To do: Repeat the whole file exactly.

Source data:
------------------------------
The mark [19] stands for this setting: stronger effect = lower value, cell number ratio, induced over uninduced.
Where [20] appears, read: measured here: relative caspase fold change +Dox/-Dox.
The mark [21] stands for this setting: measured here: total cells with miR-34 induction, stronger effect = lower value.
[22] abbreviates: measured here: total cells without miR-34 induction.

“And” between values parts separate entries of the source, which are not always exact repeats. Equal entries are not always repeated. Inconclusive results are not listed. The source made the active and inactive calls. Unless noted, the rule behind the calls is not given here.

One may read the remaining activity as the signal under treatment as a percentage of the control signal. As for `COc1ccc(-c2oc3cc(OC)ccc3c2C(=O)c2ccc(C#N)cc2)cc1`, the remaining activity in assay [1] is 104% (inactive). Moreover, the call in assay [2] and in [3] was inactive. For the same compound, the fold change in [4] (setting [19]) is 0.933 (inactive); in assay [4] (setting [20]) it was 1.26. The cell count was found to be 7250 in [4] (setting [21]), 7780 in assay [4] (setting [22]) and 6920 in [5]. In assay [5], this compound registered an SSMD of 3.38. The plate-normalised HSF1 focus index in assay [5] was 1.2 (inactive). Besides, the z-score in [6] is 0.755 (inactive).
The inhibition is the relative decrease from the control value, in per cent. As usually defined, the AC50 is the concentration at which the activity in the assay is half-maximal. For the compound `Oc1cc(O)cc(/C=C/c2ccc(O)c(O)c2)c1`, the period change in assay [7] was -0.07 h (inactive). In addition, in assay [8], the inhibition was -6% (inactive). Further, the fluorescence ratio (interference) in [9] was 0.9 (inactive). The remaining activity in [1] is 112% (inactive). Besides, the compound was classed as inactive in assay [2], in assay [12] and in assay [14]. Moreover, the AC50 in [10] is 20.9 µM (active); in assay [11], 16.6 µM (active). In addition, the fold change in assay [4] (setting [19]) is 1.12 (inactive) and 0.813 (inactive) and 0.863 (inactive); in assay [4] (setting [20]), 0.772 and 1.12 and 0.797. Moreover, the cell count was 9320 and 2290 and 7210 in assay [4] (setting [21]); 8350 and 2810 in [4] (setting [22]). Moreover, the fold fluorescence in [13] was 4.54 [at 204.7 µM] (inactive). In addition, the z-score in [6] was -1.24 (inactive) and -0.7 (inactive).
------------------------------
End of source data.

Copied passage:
The mark [19] stands for this setting: stronger effect = lower value, cell number ratio, induced over uninduced.
Where [20] appears, read: measured here: relative caspase fold change +Dox/-Dox.
The mark [21] stands for this setting: measured here: total cells with miR-34 induction, stronger effect = lower value.
[22] abbreviates: measured here: total cells without miR-34 induction.

“And” between values parts separate entries of the source, which are not always exact repeats. Equal entries are not always repeated. Inconclusive results are not listed. The source made the active and inactive calls. Unless noted, the rule behind the calls is not given here.

One may read the remaining activity as the signal under treatment as a percentage of the control signal. As for `COc1ccc(-c2oc3cc(OC)ccc3c2C(=O)c2ccc(C#N)cc2)cc1`, the remaining activity in assay [1] is 104% (inactive). Moreover, the call in assay [2] and in [3] was inactive. For the same compound, the fold change in [4] (setting [19]) is 0.933 (inactive); in assay [4] (setting [20]) it was 1.26. The cell count was found to be 7250 in [4] (setting [21]), 7780 in assay [4] (setting [22]) and 6920 in [5]. In assay [5], this compound registered an SSMD of 3.38. The plate-normalised HSF1 focus index in assay [5] was 1.2 (inactive). Besides, the z-score in [6] is 0.755 (inactive).
The inhibition is the relative decrease from the control value, in per cent. As usually defined, the AC50 is the concentration at which the activity in the assay is half-maximal. For the compound `Oc1cc(O)cc(/C=C/c2ccc(O)c(O)c2)c1`, the period change in assay [7] was -0.07 h (inactive). In addition, in assay [8], the inhibition was -6% (inactive). Further, the fluorescence ratio (interference) in [9] was 0.9 (inactive). The remaining activity in [1] is 112% (inactive). Besides, the compound was classed as inactive in assay [2], in assay [12] and in assay [14]. Moreover, the AC50 in [10] is 20.9 µM (active); in assay [11], 16.6 µM (active). In addition, the fold change in assay [4] (setting [19]) is 1.12 (inactive) and 0.813 (inactive) and 0.863 (inactive); in assay [4] (setting [20]), 0.772 and 1.12 and 0.797. Moreover, the cell count was 9320 and 2290 and 7210 in assay [4] (setting [21]); 8350 and 2810 in [4] (setting [22]). Moreover, the fold fluorescence in [13] was 4.54 [at 204.7 µM] (inactive). In addition, the z-score in [6] was -1.24 (inactive) and -0.7 (inactive).